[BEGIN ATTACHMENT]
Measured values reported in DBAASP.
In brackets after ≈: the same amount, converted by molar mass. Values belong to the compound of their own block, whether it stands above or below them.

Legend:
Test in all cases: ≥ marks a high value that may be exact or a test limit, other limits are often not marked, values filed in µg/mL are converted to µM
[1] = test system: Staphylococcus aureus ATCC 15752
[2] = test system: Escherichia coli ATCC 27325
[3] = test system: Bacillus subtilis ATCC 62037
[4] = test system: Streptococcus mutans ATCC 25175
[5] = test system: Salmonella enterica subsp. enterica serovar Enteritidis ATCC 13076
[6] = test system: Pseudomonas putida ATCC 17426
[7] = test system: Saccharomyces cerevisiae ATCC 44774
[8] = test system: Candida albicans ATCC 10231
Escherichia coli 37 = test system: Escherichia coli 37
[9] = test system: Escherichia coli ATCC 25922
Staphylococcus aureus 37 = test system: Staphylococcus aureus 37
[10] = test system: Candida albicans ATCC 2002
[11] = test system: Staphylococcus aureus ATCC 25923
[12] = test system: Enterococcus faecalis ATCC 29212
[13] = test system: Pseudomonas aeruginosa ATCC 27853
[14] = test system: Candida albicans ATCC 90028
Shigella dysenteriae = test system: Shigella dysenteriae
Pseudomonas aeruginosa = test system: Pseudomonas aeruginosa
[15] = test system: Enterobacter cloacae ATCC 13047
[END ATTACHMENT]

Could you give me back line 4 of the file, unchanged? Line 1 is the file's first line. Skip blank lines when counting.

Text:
Test in all cases: ≥ marks a high value that may be exact or a test limit, other limits are often not marked, values filed in µg/mL are converted to µM